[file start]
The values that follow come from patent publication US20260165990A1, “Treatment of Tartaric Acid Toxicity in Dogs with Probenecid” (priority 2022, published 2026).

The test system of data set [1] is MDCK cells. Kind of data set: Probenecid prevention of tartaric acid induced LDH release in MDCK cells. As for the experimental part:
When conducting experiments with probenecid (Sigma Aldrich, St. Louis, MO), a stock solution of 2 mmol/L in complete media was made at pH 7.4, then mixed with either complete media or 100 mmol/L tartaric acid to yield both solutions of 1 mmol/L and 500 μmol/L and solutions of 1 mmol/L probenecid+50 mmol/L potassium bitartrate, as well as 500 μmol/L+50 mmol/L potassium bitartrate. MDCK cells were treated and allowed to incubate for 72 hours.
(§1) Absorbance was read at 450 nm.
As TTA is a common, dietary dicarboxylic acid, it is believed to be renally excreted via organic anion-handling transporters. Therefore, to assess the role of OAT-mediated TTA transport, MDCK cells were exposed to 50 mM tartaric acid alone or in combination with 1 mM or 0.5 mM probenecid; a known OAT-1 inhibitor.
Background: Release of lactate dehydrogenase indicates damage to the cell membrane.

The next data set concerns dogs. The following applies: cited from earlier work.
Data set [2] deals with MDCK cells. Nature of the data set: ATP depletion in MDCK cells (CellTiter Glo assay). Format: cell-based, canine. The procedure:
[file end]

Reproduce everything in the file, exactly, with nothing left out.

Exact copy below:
The values that follow come from patent publication US20260165990A1, “Treatment of Tartaric Acid Toxicity in Dogs with Probenecid” (priority 2022, published 2026).

The test system of data set [1] is MDCK cells. Kind of data set: Probenecid prevention of tartaric acid induced LDH release in MDCK cells. As for the experimental part:
When conducting experiments with probenecid (Sigma Aldrich, St. Louis, MO), a stock solution of 2 mmol/L in complete media was made at pH 7.4, then mixed with either complete media or 100 mmol/L tartaric acid to yield both solutions of 1 mmol/L and 500 μmol/L and solutions of 1 mmol/L probenecid+50 mmol/L potassium bitartrate, as well as 500 μmol/L+50 mmol/L potassium bitartrate. MDCK cells were treated and allowed to incubate for 72 hours.
(§1) Absorbance was read at 450 nm.
As TTA is a common, dietary dicarboxylic acid, it is believed to be renally excreted via organic anion-handling transporters. Therefore, to assess the role of OAT-mediated TTA transport, MDCK cells were exposed to 50 mM tartaric acid alone or in combination with 1 mM or 0.5 mM probenecid; a known OAT-1 inhibitor.
Background: Release of lactate dehydrogenase indicates damage to the cell membrane.

The next data set concerns dogs. The following applies: cited from earlier work.
Data set [2] deals with MDCK cells. Nature of the data set: ATP depletion in MDCK cells (CellTiter Glo assay). Format: cell-based, canine. The procedure: